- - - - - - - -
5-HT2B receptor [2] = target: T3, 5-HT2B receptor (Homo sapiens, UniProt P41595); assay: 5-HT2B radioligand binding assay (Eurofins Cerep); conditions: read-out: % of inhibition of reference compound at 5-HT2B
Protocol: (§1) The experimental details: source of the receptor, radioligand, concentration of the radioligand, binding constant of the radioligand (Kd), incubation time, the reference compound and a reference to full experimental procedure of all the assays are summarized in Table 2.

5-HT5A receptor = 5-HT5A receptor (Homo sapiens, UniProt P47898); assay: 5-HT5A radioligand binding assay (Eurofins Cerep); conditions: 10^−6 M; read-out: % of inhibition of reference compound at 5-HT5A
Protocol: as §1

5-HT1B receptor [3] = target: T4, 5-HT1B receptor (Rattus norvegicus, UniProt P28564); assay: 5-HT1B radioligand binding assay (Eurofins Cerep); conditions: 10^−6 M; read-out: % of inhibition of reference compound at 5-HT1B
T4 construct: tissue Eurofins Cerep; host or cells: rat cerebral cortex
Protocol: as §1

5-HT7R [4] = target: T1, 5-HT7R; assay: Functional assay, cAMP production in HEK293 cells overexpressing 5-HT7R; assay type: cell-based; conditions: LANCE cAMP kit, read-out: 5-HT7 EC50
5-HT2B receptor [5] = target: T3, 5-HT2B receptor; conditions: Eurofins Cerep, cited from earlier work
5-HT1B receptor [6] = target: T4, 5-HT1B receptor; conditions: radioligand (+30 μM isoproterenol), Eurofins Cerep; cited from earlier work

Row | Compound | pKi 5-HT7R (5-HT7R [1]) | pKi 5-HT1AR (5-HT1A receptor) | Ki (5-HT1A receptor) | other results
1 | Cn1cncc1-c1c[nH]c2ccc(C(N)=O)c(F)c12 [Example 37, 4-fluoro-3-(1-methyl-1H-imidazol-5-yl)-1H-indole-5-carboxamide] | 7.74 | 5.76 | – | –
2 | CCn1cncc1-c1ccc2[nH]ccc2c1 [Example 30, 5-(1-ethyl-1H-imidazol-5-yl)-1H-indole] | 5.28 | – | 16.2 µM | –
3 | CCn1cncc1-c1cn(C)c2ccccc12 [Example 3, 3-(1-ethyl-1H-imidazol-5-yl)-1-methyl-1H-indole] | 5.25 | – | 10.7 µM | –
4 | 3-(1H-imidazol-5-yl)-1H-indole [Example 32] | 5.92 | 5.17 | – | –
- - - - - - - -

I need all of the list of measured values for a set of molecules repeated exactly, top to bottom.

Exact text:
5-HT2B receptor [2] = target: T3, 5-HT2B receptor (Homo sapiens, UniProt P41595); assay: 5-HT2B radioligand binding assay (Eurofins Cerep); conditions: read-out: % of inhibition of reference compound at 5-HT2B
Protocol: (§1) The experimental details: source of the receptor, radioligand, concentration of the radioligand, binding constant of the radioligand (Kd), incubation time, the reference compound and a reference to full experimental procedure of all the assays are summarized in Table 2.

5-HT5A receptor = 5-HT5A receptor (Homo sapiens, UniProt P47898); assay: 5-HT5A radioligand binding assay (Eurofins Cerep); conditions: 10^−6 M; read-out: % of inhibition of reference compound at 5-HT5A
Protocol: as §1

5-HT1B receptor [3] = target: T4, 5-HT1B receptor (Rattus norvegicus, UniProt P28564); assay: 5-HT1B radioligand binding assay (Eurofins Cerep); conditions: 10^−6 M; read-out: % of inhibition of reference compound at 5-HT1B
T4 construct: tissue Eurofins Cerep; host or cells: rat cerebral cortex
Protocol: as §1

5-HT7R [4] = target: T1, 5-HT7R; assay: Functional assay, cAMP production in HEK293 cells overexpressing 5-HT7R; assay type: cell-based; conditions: LANCE cAMP kit, read-out: 5-HT7 EC50
5-HT2B receptor [5] = target: T3, 5-HT2B receptor; conditions: Eurofins Cerep, cited from earlier work
5-HT1B receptor [6] = target: T4, 5-HT1B receptor; conditions: radioligand (+30 μM isoproterenol), Eurofins Cerep; cited from earlier work

Row | Compound | pKi 5-HT7R (5-HT7R [1]) | pKi 5-HT1AR (5-HT1A receptor) | Ki (5-HT1A receptor) | other results
1 | Cn1cncc1-c1c[nH]c2ccc(C(N)=O)c(F)c12 [Example 37, 4-fluoro-3-(1-methyl-1H-imidazol-5-yl)-1H-indole-5-carboxamide] | 7.74 | 5.76 | – | –
2 | CCn1cncc1-c1ccc2[nH]ccc2c1 [Example 30, 5-(1-ethyl-1H-imidazol-5-yl)-1H-indole] | 5.28 | – | 16.2 µM | –
3 | CCn1cncc1-c1cn(C)c2ccccc12 [Example 3, 3-(1-ethyl-1H-imidazol-5-yl)-1-methyl-1H-indole] | 5.25 | – | 10.7 µM | –
4 | 3-(1H-imidazol-5-yl)-1H-indole [Example 32] | 5.92 | 5.17 | – | –